French intelligence expects up to 750,000 protesters against pension reform

France's intelligence agency expects up to 750,000 people to gather on Thursday to protest against a recently proposed pension reform legislation, media reports said Wednesday.

Broadcaster Europe 1 referred to a statement by homeland intelligence that said the number of participants would be around 550,000 and 750,000 across the country in 221 demonstrations.

French intelligence dreads acts of violence, Europe 1 added, and 50,000 to 80,000 will gather in Paris, according to forecasts.

Authorities also expect 200 to 400 radical individuals to spark violence in the capital, according to the statement.

Unions representing the police will participate and Yellow Vests might seek to lash out at authorities, creating anxiety for French intelligence, said the statement.

Interior Minister Gerald Darmanin said earlier that more than 10,000 police officers, including 3,500 in Paris, will ensure security.

He added that according to intelligence information, a group of 1,000 people in Paris are likely to spark violence, including "far-left members and ultra-yellows," referring to the violent wing of the Yellow Vests.

Government spokesman Olivier Veran, after the Council of Ministers, met Wednesday, urged opponents of the reform to not disrupt life during the strikes and demonstrations.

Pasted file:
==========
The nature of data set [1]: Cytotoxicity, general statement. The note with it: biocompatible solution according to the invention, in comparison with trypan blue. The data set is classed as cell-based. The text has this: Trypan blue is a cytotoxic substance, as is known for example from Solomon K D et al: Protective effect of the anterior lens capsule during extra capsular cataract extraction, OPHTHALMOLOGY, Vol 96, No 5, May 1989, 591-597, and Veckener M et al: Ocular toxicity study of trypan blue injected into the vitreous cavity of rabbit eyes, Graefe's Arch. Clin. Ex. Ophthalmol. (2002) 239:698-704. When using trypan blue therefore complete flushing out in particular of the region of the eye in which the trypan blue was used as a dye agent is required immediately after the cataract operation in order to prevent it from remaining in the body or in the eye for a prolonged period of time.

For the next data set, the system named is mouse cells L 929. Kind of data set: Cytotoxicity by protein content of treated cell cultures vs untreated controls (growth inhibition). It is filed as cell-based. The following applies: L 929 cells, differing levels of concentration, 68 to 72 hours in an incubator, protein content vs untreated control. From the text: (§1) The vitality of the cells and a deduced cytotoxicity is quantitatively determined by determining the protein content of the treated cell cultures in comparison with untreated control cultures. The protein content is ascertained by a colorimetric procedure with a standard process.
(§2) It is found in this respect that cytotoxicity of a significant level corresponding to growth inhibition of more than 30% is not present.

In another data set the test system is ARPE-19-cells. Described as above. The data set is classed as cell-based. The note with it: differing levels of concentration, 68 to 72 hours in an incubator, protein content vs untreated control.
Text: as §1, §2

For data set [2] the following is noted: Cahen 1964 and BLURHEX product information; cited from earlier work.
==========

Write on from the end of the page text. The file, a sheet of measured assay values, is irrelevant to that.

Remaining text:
He acknowledged that the social movement is a "democratic form of expression" but warned: "No to blocking the country and the daily lives of the French."

Veran is not the first representative to make the call. Prime Minister Elisabeth Borne last week called for "responsibility" and to "not penalize" the French and consider the daily lives of citizens.

Transport Minister Clement Beaune warned Tuesday about a "nightmare" and serious disruptions to transportation Thursday.

"I call those who can … to avoid or postpone their movement … to work from home when it's possible since it will be a very difficult Thursday in terms of public transportation," he said, expressing hope that the mobilization will not last.

National railway operator, SNCF, and Parisian regional transport operator, RATP announced serious disruptions for buses.

The French Directorate General for Civil Aviation also urged companies to preventively cancel 20% of flights planned for Jan. 19 at the Paris-Orly airport.

The pension reform project, which includes an increase to the retirement age from 62 to 64 in 2030, immediately triggered outrage from workers and unions when the government announced preparations last year.

Several unions called for demonstrations and strikes after Elisabeth Borne revealed details last week.

The eight main labor unions issued a statement last week that encouraged a nationwide strike and demonstrations Thursday.

Borne said the minimum pension would also rise to 85% of the minimum wage, meaning around €1,200 ($1,288) per month.

Starting in 2027, the change will also require at least 43 years of work to be eligible for full pensions, she said.

The draft reform is set to be presented on Jan. 23 to the Council of Ministers.

Source: Anadolu Agency